Friday, August 21, 2015

Mother, let thy children go! (and then cry a little)

Today was the first day I didn't walk my Daniel Sam to the tot lot at his school and then spend half an hour watching him play and hugging him periodically when he came and held his arms out between the rails of the kindergarten playground.

I've been sad on and off for the past two weeks since Danny started kindergarten.

The first few days at home alone in this house, the silence I had been craving for so long was so oppressively void of companionship that I was driven to distraction. I missed having a little person in the other room as I wrote, watching PBS and opening packages of cheddar cheese or calling for me to play cards or get him something. But on the flip side of that was my counting of the hours to gauge how much longer I had in peace to write and complete projects. For I have quickly learned that the hours still fly, no matter the tasks or noises that fill them.

An era of my life is over. Just writing that I can feel the tears surfacing. Have I relished my time with my little ones while they were little? Many a time an older woman in the grocery or discount store admonished me to do just that, to savor the moment, their age! But have I? Did I? So many times it felt like I was chaffing, like I was negotiating for more freedom, more peace, more quiet.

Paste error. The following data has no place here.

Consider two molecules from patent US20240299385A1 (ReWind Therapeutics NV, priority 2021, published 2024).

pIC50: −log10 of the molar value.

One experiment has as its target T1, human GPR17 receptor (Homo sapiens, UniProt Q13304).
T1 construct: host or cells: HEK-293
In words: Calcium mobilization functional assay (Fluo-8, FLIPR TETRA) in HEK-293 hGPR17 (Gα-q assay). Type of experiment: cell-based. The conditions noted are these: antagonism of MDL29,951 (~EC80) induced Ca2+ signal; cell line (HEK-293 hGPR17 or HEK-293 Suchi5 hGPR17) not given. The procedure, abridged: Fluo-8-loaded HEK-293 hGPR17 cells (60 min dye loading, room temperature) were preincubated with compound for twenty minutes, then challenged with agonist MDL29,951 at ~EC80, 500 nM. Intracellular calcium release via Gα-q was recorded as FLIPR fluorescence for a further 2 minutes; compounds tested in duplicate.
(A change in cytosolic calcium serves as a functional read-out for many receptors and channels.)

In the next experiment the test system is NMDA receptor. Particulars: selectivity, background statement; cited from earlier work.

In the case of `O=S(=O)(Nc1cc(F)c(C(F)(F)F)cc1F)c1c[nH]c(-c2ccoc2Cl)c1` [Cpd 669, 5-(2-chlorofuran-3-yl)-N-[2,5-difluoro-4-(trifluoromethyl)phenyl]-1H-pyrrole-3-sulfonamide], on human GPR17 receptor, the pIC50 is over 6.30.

Now I may still say to my beautiful children often "Come on, Babies!" or "Time to go, Babies", but I know that none of them are actually babies anymore. Not even my forever baby, Danny Sam. He may kiss me and press my hair into his face in front of schoolmates, but he's not a baby any longer.

There have been many instances these past two weeks when I felt the change in my life and mourned the passage of time:

when Daniel's eyes got moist as he was lining up to walk into his classroom for the first time

when I walked through the mall in the middle of the day to return clothes All By Myself, feeling like I'd lost part of my identity

when Daniel lost another tooth